A Monetary Theory of Employment

A Monetary Theory of Employment

A Monetary Theory of Employment

A Monetary Theory of Employment


Presents the author's alternative monetary theory and macroeconomics to both the quality theory and Keynes's work. This text reveals Means's view of the economic processes in the real world, and the state of monetary and macroeconomics theory in the mid-1940s.


Warren J. Samuels

The manuscript presented here was, according to dates indicated on the first pages of several chapters, completed during March and April 1947. It has not been published previously.

The manuscript is significant with regard to (1) the development of Gardiner Means's analysis of the economy and his reaction to John Maynard Keynes's General Theory (1936); (2) the state of monetary and macroeconomic thinking in the mid- 1940s; (3) it being an example of a mode of reasoning alternative to both the quantity theory of money and Keynesian macroeconomics; and (4) Means's serious attention to the limits of his work, including testing.

Means called his analysis a monetary theory of employment. the matter calls for explication.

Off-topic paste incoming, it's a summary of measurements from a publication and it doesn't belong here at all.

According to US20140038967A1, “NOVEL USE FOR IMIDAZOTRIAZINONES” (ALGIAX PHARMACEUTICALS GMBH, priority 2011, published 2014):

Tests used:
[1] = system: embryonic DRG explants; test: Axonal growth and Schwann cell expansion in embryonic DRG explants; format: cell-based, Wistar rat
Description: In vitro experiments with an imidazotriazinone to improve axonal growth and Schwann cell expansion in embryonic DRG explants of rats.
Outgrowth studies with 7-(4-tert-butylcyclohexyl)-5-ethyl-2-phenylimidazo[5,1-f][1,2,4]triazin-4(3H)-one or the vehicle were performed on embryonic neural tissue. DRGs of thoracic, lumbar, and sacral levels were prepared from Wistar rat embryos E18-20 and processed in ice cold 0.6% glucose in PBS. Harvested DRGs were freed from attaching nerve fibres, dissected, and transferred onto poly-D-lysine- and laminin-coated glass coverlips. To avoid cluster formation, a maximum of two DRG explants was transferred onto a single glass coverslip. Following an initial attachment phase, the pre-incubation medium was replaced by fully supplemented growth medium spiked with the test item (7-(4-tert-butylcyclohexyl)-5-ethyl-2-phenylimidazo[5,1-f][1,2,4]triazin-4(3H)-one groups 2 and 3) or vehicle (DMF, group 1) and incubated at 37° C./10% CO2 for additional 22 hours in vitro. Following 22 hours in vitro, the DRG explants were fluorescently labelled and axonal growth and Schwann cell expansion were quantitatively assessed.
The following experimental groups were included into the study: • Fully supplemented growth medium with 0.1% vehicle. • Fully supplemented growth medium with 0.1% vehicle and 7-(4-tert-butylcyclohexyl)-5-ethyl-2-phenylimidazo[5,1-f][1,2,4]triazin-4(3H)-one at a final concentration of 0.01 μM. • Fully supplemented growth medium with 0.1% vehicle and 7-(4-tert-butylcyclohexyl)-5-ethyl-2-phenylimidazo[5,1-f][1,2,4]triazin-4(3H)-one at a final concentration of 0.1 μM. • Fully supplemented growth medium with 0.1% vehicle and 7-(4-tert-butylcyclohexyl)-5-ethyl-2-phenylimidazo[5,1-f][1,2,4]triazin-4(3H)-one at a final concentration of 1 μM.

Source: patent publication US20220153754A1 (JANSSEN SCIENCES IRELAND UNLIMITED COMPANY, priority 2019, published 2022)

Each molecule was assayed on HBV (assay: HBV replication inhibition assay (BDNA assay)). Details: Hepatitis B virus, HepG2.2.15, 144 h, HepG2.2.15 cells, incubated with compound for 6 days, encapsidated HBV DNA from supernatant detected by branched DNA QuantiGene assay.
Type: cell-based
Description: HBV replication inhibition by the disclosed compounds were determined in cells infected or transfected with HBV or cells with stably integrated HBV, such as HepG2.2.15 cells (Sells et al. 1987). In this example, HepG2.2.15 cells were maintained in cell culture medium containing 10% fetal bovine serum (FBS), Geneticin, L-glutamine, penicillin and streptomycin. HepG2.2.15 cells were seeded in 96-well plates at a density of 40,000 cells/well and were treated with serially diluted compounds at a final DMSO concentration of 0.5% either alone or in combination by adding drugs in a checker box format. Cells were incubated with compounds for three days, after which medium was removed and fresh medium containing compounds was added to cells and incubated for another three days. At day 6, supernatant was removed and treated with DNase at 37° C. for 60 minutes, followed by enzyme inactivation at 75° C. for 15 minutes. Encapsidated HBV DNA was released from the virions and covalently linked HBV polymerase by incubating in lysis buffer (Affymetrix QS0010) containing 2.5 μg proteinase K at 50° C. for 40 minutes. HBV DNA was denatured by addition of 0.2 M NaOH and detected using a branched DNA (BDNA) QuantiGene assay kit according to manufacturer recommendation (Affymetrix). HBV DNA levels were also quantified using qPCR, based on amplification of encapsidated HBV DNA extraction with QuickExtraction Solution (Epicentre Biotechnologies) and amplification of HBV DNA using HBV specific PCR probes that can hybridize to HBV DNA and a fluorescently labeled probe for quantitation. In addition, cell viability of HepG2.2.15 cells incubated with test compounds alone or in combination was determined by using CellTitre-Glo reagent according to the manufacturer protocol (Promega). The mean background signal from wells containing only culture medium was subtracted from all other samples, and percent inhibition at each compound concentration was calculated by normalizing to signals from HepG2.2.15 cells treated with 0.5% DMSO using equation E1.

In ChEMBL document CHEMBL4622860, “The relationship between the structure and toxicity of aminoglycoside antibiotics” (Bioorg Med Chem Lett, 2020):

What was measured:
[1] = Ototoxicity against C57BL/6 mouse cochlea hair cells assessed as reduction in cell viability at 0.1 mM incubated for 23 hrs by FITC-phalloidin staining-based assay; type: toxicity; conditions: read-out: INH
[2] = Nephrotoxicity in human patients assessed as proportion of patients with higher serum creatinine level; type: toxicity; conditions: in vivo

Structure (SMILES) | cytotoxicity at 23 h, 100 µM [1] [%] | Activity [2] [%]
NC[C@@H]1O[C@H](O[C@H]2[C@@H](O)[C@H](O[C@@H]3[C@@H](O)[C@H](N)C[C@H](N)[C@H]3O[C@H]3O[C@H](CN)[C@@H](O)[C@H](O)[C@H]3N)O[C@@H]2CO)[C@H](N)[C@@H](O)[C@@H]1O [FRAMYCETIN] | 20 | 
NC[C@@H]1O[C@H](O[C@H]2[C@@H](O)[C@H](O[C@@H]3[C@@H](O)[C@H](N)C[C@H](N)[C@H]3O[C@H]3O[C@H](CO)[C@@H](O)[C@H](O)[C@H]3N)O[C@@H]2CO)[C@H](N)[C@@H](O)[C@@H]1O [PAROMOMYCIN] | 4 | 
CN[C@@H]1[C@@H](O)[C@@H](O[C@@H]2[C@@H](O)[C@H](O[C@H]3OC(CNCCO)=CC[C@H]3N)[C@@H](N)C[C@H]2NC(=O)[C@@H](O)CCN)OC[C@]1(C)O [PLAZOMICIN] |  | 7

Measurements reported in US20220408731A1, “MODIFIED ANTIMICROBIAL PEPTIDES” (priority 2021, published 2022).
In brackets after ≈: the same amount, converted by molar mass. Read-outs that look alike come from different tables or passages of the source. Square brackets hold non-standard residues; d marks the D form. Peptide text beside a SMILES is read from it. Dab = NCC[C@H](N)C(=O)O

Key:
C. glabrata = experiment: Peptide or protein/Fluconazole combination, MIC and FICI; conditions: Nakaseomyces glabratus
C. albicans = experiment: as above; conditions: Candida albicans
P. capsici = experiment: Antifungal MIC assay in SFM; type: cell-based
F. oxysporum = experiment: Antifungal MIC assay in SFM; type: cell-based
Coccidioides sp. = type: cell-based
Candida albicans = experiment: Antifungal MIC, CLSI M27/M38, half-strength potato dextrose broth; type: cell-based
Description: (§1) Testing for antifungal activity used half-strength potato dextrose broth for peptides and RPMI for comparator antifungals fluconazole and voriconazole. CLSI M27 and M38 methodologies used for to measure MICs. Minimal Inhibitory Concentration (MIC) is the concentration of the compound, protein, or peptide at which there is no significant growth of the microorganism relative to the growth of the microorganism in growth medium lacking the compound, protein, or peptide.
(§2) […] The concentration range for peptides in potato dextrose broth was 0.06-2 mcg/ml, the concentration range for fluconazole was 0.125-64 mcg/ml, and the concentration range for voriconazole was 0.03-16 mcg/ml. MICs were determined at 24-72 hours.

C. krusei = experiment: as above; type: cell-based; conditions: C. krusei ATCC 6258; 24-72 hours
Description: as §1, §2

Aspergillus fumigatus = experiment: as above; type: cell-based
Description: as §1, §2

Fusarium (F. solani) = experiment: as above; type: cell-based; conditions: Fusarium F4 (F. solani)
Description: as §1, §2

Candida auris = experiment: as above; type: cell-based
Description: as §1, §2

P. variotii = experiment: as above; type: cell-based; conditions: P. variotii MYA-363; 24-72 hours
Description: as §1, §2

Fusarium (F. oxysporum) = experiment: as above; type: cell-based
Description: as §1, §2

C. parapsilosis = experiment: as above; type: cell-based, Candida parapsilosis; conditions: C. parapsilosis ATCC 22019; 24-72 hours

Historically, monetary theory dealt with, and attempted to explain, the demand and supply of money, interest rates, and price level. the quantity theory of money attempted to treat changes in the price level as a more or less purely monetary phenomenon, some writers going so far as to define inflation as an increase in the supply of money (and vice versa for deflation), rather than as an increase (decrease) in the general price level; that is, building into the definition of the phenomenon a particular theory of its causation.

Moreover, when the quantity theory was combined with an analysis such as that of Say's law, it could be used to rule out of analytical bounds changes in the demand for money and in output and employ-

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